16 April 2008

Does This Boring Food Make Me Look Fat?

This week, I ended up on the east side of Indianapolis, staying in hotel that is seemingly 100 miles from any interesting or healthy food options. Even when I was staying downtown, I used Yahoo Yellow Pages one day to find some interesting restaurant options, a service that I've seen retrieve addresses from as far away as 80+ miles. I noticed that among the "BBQ," "Chinese," and "American" style restaurants was a "Healthy Dining" option. I clicked on it. The response? "There are no 'Healthy Dining' Options near your hotel."

Now that I've been removed from mediocre dining options and plopped, (like a scoop of mash served to Oliver) into the midst of atrocious dining options (Arby's, McDonald's, and Bob Evans are among the most obvious choices within a two mile radius), I miss mediocre. (Dear reader: I am acutely aware of the fact that the ratio of parenthetical asides to actual message in this paragraph is unseemly, but this is, after all, a post about excess.)


For me, the food is uninspiring. Tonight I went for food at about 9:30 PM. And even then I left about half of it on my plate. Bland is not appetizing. They don't use spices here or fresh foods. Rather, they use fats and sugars for taste. It is not the same.


And I notice something else about the terribly boring food options. Everywhere I go, there are obese people. Lots of them. And I'm left with this question: how is it that such poor food inspires gluttony? Shouldn't these people be wasting away thin? Shouldn't they look up from Sudoku puzzles and knitting to say, "You know, I'm not really hungry. This food is simply not that interesting." Instead, it seems as though they cannot get enough. This I simply do not understand.

11 comments:

jen said...

sometimes it seems like we are eating our own heads, doesn't it?

ps. what the hell is bob evans?

Ron Davison said...

jen,
I think that bob evans is a dining option for people who find Denny's too edgy, but I'm not entirely sure.

Gypsy at Heart said...

I know what you mean. Living in Texas, one of those break the scale of obesity states that always ranks high on all of the weight lists, my vision is constantly bombarded by the apparent siren luring signs to the type of food you seem to deplore. They are everywhere and they all serve the same types of unappetizing and unhealthy menu choices. Sadly, they have a true following here. Come 'after the sermon on Sunday morning' time, one can see piles of families making their way in to these eateries. I'm sure they come out less healthier than they went in. Can't understand why so few people cook anymore or take joy in grocery shopping for the good, fresh stuff. I'd rather eat in than out any day of the week and the healthier I can make my home cooked meals, the greater the pleasure I get for my efforts. At my annual check-ups my doctor certainly appreciates it.

cce said...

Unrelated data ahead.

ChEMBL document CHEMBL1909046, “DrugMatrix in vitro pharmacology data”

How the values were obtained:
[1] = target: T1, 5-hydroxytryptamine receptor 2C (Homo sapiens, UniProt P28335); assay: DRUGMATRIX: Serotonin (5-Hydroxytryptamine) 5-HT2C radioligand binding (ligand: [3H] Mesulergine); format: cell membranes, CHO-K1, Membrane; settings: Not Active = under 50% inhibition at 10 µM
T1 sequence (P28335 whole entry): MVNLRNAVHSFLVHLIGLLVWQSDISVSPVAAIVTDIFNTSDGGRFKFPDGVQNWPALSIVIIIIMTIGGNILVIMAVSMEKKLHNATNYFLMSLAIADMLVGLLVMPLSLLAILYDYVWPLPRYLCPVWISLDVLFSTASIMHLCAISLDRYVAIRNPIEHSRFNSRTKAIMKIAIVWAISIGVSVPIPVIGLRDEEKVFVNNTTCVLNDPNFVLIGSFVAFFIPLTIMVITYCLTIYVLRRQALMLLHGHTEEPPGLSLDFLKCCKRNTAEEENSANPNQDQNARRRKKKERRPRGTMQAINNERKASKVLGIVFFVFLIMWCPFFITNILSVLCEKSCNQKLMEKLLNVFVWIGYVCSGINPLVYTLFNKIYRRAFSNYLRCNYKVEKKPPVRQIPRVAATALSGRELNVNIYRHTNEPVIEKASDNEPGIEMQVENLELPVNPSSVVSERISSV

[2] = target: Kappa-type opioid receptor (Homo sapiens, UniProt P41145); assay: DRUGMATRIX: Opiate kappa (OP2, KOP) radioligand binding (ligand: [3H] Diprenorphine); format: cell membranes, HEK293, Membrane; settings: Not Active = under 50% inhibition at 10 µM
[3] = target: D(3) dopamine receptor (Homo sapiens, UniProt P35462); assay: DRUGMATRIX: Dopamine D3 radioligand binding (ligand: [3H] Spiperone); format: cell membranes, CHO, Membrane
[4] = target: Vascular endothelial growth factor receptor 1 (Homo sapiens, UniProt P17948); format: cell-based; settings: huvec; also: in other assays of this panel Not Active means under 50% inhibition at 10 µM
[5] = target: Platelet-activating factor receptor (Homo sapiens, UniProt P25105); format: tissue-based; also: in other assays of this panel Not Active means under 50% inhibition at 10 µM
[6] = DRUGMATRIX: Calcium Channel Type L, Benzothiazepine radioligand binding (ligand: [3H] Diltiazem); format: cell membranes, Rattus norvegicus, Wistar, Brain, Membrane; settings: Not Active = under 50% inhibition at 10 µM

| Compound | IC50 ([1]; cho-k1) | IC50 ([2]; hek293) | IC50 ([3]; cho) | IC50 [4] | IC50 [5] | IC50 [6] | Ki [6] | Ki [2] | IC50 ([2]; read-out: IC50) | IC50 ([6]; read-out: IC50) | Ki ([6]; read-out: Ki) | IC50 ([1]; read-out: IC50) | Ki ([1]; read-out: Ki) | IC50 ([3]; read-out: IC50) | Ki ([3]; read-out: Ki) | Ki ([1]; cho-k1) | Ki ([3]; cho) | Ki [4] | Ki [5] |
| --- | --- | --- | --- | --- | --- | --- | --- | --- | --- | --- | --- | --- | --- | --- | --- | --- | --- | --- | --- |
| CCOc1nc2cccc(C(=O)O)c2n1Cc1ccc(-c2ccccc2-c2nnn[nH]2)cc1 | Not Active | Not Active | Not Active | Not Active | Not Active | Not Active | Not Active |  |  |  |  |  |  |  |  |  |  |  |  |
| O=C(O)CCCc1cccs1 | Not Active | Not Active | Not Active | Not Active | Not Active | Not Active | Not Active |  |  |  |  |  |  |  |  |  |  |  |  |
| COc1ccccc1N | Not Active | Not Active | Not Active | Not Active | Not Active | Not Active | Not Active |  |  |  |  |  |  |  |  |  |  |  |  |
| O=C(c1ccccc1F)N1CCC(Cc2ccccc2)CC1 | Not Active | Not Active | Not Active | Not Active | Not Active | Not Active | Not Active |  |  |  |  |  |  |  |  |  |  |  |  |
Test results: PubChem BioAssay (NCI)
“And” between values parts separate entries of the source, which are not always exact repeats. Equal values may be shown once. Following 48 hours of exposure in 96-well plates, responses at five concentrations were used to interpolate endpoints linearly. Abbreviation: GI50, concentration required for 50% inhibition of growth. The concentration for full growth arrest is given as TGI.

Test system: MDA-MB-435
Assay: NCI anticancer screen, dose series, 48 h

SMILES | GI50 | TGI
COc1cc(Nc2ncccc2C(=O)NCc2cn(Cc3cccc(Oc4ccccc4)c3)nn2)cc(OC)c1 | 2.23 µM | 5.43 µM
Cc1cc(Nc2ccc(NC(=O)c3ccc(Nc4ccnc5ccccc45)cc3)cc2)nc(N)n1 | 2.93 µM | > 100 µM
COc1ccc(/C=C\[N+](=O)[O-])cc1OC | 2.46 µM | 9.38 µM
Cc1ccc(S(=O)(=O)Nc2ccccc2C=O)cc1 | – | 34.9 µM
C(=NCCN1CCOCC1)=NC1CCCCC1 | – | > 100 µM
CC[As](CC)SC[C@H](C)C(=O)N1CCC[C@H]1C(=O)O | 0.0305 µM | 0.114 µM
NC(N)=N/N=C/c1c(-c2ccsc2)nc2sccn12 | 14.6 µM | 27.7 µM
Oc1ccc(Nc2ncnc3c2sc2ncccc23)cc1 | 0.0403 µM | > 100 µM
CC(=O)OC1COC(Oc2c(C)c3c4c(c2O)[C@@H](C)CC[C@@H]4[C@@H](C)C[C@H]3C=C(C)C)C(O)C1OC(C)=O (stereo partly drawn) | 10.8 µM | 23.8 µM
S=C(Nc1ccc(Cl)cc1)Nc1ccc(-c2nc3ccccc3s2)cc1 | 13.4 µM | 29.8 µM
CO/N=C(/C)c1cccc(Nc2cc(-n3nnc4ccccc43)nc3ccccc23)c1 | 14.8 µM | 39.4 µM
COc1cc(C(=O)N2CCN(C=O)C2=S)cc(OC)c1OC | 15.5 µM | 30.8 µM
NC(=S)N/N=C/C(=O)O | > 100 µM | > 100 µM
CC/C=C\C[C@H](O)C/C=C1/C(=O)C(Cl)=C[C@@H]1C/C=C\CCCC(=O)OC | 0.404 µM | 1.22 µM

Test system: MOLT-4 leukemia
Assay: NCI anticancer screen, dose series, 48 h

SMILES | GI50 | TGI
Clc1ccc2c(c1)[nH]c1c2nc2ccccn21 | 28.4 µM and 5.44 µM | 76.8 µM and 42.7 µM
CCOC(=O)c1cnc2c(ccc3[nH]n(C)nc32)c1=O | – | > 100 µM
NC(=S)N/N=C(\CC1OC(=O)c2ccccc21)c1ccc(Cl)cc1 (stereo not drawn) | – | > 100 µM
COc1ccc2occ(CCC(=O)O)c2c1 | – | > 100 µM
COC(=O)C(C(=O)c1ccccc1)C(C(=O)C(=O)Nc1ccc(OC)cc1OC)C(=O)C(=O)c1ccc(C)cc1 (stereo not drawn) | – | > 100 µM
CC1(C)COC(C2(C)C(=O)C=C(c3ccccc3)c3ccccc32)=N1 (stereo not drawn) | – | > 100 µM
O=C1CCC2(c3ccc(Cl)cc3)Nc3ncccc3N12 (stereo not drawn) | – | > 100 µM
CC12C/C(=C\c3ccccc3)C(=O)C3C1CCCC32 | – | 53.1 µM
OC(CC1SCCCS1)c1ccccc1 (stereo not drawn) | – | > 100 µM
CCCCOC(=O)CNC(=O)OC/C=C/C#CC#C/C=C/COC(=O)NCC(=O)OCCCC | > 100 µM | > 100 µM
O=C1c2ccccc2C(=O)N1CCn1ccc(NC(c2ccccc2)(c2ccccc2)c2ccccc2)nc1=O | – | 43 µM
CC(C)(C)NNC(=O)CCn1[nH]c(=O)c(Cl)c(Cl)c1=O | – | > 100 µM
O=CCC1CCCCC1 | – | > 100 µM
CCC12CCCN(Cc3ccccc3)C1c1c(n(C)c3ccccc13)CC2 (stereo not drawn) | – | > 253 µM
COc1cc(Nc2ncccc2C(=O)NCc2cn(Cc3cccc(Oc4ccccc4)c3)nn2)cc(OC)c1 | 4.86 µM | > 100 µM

Having made the move to suburbia, I know just what you're talking about. While it's the Northeastern version of big box eating, it's still pretty awful (No Shoney's but plenty of Friendly's). It's simply astonishing that actual real restaurants with decent menus and non-chain parenting don't seem to do well here. As if people distrust the idea that all restaurants don't need to offer a bloomin' onion. And I think people in this sort of restaurant hell eat their faces off to appease some sort of lingering but subconscious unhappiness, the by product of heart burn and high cholesterol.

LSD said...

Hmm, I'm thinking that next time you pack a fishing pole and a basket for picking berries. You could excuse yourself from that extra-long meeting explaining that you need to hunt and gather!

I recommend "Real Food" by Nina Planck. I read it about a year ago. It actually made me feel better. -I've taken this, and every other opportunity to recommend it.

David said...

Having "lived" in Ohio (Dayton) for a few years I feel your pain. The exception may be Bob Evans where I found that the fried mush with sausage gravy and an egg made a nice starter for DoD business pursuits. I recall a grocery store restaurant that served all sandwiches open face with gravy. As for the flavorings, salt, pepper and butter did nicely. Nor exactly Dean Ornish but he's since been proven crazy so maybe the Heartlanders are on to something after all. You know why they call it the Heartland? Because the brain ain't there. My advice is to shop at Farmer's Markets and stay with tomatoes. You're in Indiana after all. There's no better.

Anonymous said...

(i "heart" Arby's, McDonald's AND Bob Evans.)

Ron Davison said...

Milena,
In the spirit of full disclosure, I am an omnivore. I do eat unhealthy food and I'm sure that I do it too often. What wearies me is the lack of options.

cce,
I guess the most valuable real estate is still the real estate located in the mind - those familiar names are hard to compete with.

Scott,
I like that idea. Plus it is warming up in Indy. The book sounds like a good read.

David,
farmer's market sounds like the key here. I need to do more homework on that area.

Anon,
Hm. It could be that you need a cardiologist.

HRH said...

I think you are on to something. My favorite food is Indian I have never seen anyone overweight in my favorite restaurant...weird, now that I think of it.

Lifehiker said...

I've seen obesity on the east coast and the west coast, but there is nothing to compare with "middle America". Aptly named!

Ron Davison said...

hrh,
your acknowledgement has made me more convinced of my data-free speculations. Thank you.

LH,
"middle America" is a very succinct way of putting it. (Does that make the south "bottom America?") To be fair, though, here in Indianapolis I've seen a ton of trim and fit people. ("ton of fit ...?" is that an oxymoron?)